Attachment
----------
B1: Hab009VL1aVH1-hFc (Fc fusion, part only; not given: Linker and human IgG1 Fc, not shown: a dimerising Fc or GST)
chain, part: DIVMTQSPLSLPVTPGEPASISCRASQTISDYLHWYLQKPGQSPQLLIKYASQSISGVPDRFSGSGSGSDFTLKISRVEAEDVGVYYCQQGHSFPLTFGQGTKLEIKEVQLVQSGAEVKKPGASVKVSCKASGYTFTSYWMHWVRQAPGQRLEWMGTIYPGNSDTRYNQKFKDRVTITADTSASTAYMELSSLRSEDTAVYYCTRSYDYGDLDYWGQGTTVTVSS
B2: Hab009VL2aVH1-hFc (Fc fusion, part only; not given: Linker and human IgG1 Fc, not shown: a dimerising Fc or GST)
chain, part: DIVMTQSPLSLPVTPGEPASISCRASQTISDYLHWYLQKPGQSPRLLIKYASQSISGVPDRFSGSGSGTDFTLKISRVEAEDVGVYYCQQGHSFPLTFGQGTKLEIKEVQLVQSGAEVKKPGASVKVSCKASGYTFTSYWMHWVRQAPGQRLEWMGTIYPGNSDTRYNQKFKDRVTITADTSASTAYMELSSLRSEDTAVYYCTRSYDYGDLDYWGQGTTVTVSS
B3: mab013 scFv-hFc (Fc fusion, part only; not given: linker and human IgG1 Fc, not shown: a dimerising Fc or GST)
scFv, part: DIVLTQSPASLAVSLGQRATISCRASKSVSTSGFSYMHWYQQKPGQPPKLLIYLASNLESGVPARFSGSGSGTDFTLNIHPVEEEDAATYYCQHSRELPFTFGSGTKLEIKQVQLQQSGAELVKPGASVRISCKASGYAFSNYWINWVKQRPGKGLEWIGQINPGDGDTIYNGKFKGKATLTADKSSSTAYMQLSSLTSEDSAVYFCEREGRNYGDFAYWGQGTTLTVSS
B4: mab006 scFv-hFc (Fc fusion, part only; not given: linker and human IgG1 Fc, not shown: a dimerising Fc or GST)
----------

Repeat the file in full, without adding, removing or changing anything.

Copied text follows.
B1: Hab009VL1aVH1-hFc (Fc fusion, part only; not given: Linker and human IgG1 Fc, not shown: a dimerising Fc or GST)
chain, part: DIVMTQSPLSLPVTPGEPASISCRASQTISDYLHWYLQKPGQSPQLLIKYASQSISGVPDRFSGSGSGSDFTLKISRVEAEDVGVYYCQQGHSFPLTFGQGTKLEIKEVQLVQSGAEVKKPGASVKVSCKASGYTFTSYWMHWVRQAPGQRLEWMGTIYPGNSDTRYNQKFKDRVTITADTSASTAYMELSSLRSEDTAVYYCTRSYDYGDLDYWGQGTTVTVSS
B2: Hab009VL2aVH1-hFc (Fc fusion, part only; not given: Linker and human IgG1 Fc, not shown: a dimerising Fc or GST)
chain, part: DIVMTQSPLSLPVTPGEPASISCRASQTISDYLHWYLQKPGQSPRLLIKYASQSISGVPDRFSGSGSGTDFTLKISRVEAEDVGVYYCQQGHSFPLTFGQGTKLEIKEVQLVQSGAEVKKPGASVKVSCKASGYTFTSYWMHWVRQAPGQRLEWMGTIYPGNSDTRYNQKFKDRVTITADTSASTAYMELSSLRSEDTAVYYCTRSYDYGDLDYWGQGTTVTVSS
B3: mab013 scFv-hFc (Fc fusion, part only; not given: linker and human IgG1 Fc, not shown: a dimerising Fc or GST)
scFv, part: DIVLTQSPASLAVSLGQRATISCRASKSVSTSGFSYMHWYQQKPGQPPKLLIYLASNLESGVPARFSGSGSGTDFTLNIHPVEEEDAATYYCQHSRELPFTFGSGTKLEIKQVQLQQSGAELVKPGASVRISCKASGYAFSNYWINWVKQRPGKGLEWIGQINPGDGDTIYNGKFKGKATLTADKSSSTAYMQLSSLTSEDSAVYFCEREGRNYGDFAYWGQGTTLTVSS
B4: mab006 scFv-hFc (Fc fusion, part only; not given: linker and human IgG1 Fc, not shown: a dimerising Fc or GST)